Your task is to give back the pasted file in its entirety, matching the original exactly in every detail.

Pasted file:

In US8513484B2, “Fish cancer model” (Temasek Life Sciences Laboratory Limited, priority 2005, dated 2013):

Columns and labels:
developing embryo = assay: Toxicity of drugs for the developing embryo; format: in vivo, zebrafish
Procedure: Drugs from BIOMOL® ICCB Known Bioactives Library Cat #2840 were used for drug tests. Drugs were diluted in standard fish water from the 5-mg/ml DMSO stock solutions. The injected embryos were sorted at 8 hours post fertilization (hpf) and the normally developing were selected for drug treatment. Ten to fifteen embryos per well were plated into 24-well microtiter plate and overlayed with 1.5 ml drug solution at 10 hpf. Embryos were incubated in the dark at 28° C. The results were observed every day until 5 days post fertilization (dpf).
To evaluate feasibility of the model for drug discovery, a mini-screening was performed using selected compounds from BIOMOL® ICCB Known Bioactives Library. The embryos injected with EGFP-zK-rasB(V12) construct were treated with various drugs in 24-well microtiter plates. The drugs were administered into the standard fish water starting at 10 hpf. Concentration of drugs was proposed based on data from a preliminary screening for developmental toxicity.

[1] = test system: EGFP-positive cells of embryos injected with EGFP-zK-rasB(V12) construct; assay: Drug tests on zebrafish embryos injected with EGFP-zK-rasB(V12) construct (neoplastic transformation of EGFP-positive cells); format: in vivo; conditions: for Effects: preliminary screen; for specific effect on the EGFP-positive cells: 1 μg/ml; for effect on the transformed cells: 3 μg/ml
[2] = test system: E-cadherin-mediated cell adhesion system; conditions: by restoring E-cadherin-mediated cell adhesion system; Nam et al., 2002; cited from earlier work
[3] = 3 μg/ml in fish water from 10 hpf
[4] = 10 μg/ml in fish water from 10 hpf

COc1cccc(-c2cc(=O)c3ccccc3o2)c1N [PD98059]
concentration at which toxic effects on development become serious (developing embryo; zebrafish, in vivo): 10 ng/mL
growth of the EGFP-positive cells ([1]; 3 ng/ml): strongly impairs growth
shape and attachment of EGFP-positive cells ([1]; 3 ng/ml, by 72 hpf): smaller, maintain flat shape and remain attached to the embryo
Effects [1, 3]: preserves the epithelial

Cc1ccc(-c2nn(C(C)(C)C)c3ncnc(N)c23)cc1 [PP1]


In US8513484B2, “Fish cancer model” (Temasek Life Sciences Laboratory Limited, priority 2005, dated 2013):

Columns and labels:
developing embryo = assay: Toxicity of drugs for the developing embryo; format: in vivo, zebrafish
Procedure: Drugs from BIOMOL® ICCB Known Bioactives Library Cat #2840 were used for drug tests. Drugs were diluted in standard fish water from the 5-mg/ml DMSO stock solutions. The injected embryos were sorted at 8 hours post fertilization (hpf) and the normally developing were selected for drug treatment. Ten to fifteen embryos per well were plated into 24-well microtiter plate and overlayed with 1.5 ml drug solution at 10 hpf. Embryos were incubated in the dark at 28° C. The results were observed every day until 5 days post fertilization (dpf).
To evaluate feasibility of the model for drug discovery, a mini-screening was performed using selected compounds from BIOMOL® ICCB Known Bioactives Library. The embryos injected with EGFP-zK-rasB(V12) construct were treated with various drugs in 24-well microtiter plates. The drugs were administered into the standard fish water starting at 10 hpf. Concentration of drugs was proposed based on data from a preliminary screening for developmental toxicity.

[1] = test system: EGFP-positive cells of embryos injected with EGFP-zK-rasB(V12) construct; assay: Drug tests on zebrafish embryos injected with EGFP-zK-rasB(V12) construct (neoplastic transformation of EGFP-positive cells); format: in vivo; conditions: for Effects: preliminary screen; for specific effect on the EGFP-positive cells: 1 μg/ml; for effect on the transformed cells: 3 μg/ml
[2] = test system: E-cadherin-mediated cell adhesion system; conditions: by restoring E-cadherin-mediated cell adhesion system; Nam et al., 2002; cited from earlier work
[3] = 3 μg/ml in fish water from 10 hpf
[4] = 10 μg/ml in fish water from 10 hpf

COc1cccc(-c2cc(=O)c3ccccc3o2)c1N [PD98059]
concentration at which toxic effects on development become serious (developing embryo; zebrafish, in vivo): 10 ng/mL
growth of the EGFP-positive cells ([1]; 3 ng/ml): strongly impairs growth
shape and attachment of EGFP-positive cells ([1]; 3 ng/ml, by 72 hpf): smaller, maintain flat shape and remain attached to the embryo
Effects [1, 3]: preserves the epithelial

Cc1ccc(-c2nn(C(C)(C)C)c3ncnc(N)c23)cc1 [PP1]